15. lukeski - August 27, 2006

And next they’re showing Rossellini’s Germany Year Zero. Masses of miserable Germans, a ruined Berlin, all filmed in the most incredible neo-realist style. Bliss.

16. BiB - August 27, 2006

Showing on the telly – can’t be ITV or Channel 5 – or are you at some all-night intello cinema with wifi?

I haven’t seen any films since Bambi, but I remember having to translate – oh, that was a nice translating job, actually, but it paid 2p a year – a review of Audition when in St. Petersburg. Speaking of ruined Berlin, I’ve just read A Woman in Berlin. A highly recommendable read.

I’m so going to get crucified for this translation. I just can’t see how I’m EVER going to finish it.

17. lukeski - August 27, 2006

Yep – Film Four – the guy’s just tripped over the bag with the prisoner in it, and he’s about to be needled, foot cut off, etc… Luvverly. I may invest in the book – I’m waiting for Grossman’s A Writer at War to come out in paperback – his best work, seemingly, and up there with Babel’ in terms of revealing the horror behind the Russkii army.

18. BiB - August 27, 2006

Well, A Woman in Berlin is probably a more simple account than A Writer at War. (I see Antony Beevor translated AWaW. He wrote an introduction to AWiB. Clearly WWII is majorly his bag.) I haven’t read a word of Grossman’s. Should I? I’m toiling through some Murakami thing at the moment, longing for it to be over. Wondering if I should have a 700th attempt at reading Don Quixote next. Or finishing, out of politeness, as it was the Russian who (out of spite, no doubt) bought me it, the utterly shit The Shadow of the Wind. No, actually, I’ll wait till winter and then burn it, as everyone did Mein Kampf, according to the non-anonymous anonymous authoress, in AWiB.

19. lukeski - August 27, 2006

I have conciously avoided Zafon – these Latin types have never really done it for me, except Saramgo and Unamuno. I am constantly being told to read Murakami, and a rash of other Japanese authors by my Russian friend, married to a Japanese academic. The greats are proving harder to read the older I get, not helped by the fact that I mainly read on the Tube, so Tristam Shandy is proving particularly difficult to get into. And I’ve never read Don Quixote.

You can probably get most of Grossmann’s stuff over at sovlit.com – here is their summary:

Grossman, Vasilii Life and Fate (Zhizn I sudba, 1960, pub. 1988). Panoramic work centering on the Battle of Stalingrad. Focuses mainly on the Soviet population behind the lines, but Germans, including Hitler, are also portrayed. Draws parallels between Nazism and Stalinism. Novel was arrested by KGB and not published in the USSR until 1985.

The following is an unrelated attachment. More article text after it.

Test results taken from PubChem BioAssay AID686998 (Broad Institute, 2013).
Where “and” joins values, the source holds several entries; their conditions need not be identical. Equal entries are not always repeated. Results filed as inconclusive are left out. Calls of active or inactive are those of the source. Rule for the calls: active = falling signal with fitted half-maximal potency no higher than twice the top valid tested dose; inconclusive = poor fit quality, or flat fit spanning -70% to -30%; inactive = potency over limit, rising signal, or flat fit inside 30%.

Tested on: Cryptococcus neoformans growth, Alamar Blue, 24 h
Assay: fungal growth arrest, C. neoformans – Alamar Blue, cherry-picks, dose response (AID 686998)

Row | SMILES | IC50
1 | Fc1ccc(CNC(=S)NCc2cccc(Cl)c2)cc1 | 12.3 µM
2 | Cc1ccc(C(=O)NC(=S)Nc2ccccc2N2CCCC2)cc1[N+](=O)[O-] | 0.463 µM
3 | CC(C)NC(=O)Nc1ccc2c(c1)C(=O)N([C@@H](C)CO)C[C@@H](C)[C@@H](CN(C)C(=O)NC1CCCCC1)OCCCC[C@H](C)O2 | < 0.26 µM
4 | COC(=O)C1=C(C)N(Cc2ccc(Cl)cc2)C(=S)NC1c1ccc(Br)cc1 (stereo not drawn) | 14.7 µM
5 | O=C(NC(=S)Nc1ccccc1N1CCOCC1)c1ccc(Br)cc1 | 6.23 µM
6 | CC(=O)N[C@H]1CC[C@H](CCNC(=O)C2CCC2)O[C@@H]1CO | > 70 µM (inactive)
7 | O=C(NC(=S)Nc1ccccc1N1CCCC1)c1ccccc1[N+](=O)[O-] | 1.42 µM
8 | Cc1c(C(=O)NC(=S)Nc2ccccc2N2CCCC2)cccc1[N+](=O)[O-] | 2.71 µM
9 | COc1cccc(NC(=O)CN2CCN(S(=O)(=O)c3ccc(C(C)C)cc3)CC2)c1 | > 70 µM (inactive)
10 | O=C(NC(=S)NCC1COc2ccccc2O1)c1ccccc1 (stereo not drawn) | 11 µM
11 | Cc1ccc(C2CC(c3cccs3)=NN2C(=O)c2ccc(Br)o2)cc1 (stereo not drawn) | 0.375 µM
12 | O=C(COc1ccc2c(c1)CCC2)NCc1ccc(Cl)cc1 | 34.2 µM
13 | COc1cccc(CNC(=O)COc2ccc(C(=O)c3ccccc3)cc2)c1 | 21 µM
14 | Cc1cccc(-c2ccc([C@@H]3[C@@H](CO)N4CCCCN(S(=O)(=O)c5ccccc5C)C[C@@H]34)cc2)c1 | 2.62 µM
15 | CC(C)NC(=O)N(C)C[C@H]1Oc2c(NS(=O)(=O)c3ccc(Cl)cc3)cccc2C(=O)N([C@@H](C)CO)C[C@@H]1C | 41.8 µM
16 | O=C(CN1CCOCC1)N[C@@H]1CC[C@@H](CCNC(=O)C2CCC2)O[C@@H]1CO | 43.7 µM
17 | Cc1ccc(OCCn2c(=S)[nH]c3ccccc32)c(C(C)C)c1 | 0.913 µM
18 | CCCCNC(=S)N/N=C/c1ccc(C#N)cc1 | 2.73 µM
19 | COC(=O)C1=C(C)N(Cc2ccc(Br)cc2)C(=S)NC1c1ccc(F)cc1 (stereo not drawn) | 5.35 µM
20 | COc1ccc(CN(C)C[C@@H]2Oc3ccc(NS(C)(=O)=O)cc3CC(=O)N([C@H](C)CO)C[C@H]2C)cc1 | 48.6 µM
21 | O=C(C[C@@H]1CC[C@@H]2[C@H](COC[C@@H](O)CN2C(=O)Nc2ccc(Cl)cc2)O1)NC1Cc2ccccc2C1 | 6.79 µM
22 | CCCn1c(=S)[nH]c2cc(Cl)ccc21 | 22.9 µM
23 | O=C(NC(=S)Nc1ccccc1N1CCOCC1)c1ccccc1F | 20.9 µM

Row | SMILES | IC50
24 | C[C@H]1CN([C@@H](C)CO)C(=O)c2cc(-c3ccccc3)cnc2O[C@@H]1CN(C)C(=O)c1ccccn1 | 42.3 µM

20. BiB - August 27, 2006

Sounds like a jolly old read. Maybe I’ll read a Kylie biog instead, or something of equal intellectual rigour and vigour. Or just sleep for six months. I’m slightly desperate for it to be October. (September – a million things: trips, weddings, stag-dos, aeroplanes, English airports, buses, trains. Plus the Russian away. By October, I should also have finished this translation. Aaaaarrrrgggggghhhhhh.)

21. BiB - August 27, 2006

I’m hopeless with our Latin cousins too, by the way. Give me a Russian or German any day. The Murakami is wank, but quite entertaining wank, and sometimes touching and funny. But I think one review mentioned the world’s greatest cunt, Quentin fucking Taranfuckingtino, and I haven’t been able to psychically delete the association.

22. lukeski - August 27, 2006

I shall leave you now, as I’ve just realised that I have to do my Czech homework for tomorrow – and I should really try to get up at some point tomorrow. Gute Nacht…

23. BiB - August 27, 2006

Czech homework? Tell me so much more.

Good night, and thank you for the company!

24. lukeski - August 27, 2006

Or a French, or a Pole – we hve just got masses of Central-East European fiction in that I am slowly working my way through – Bulgarian bestseller, anyone? Masses of Yugo and Magyar stuff – I’ve just been reading a book on the role of intellectuals and artists in the formation of a Southern Slavic state, and the role they played during and after Tito and the wars. Absolutely fascinating reading. God, the Slavs, a crazy bunch. What would we do without them?

25. BiB - August 27, 2006

Well, I slightly wish the homosexual contingent of Slavdom could show an emotion more than, say, once every 26 years, but otherwise, yes, I think they are a great good amongst the nations and peoples of the world. (I thought Yugo, as a ‘project’, was started by some royals or other. The Karađorđević brigade? Or did they get in on the act later?) (Still pretty high up the list to accede to the throne in old Blighty, by the way.)

26. Bowleserised - August 27, 2006

Beevor’s book about Berlin made me cry many times. I must read the one on Stalingrad too.
The dim sum at Ed’s chum’s place is mighty fine – when you’re out of the work-hell and the place has actually opened, we’ll have to go there!

27. Blonde at Heart - August 27, 2006

It is weird to comment after such a long conversation, but anyway: no, I do not know of any very famous beth knesset (that’s synagogue for you. I refuse to use this term). In Poland I visited some, but it was only to show how beautuful the building WAS and how the Nazis ruined it.

About translators being mentally-unwell: it is true, but I do not mind making my living from my craziness.

28. BiB - August 27, 2006

B., I’ll be free again one day. I’m convinced of it. Then I’m gonna drink tea and have dim sum if it kills me.

I think the Russians aren’t majorly impressed with Beevor, seeing as he wrote about Berlin events I think they’d rather weren’t mentioned. Do read A Woman in Berlin. Her relationship with various Russians is incredible. Almost comical, at times. And so extreme, which is how she finds the Russians themselves.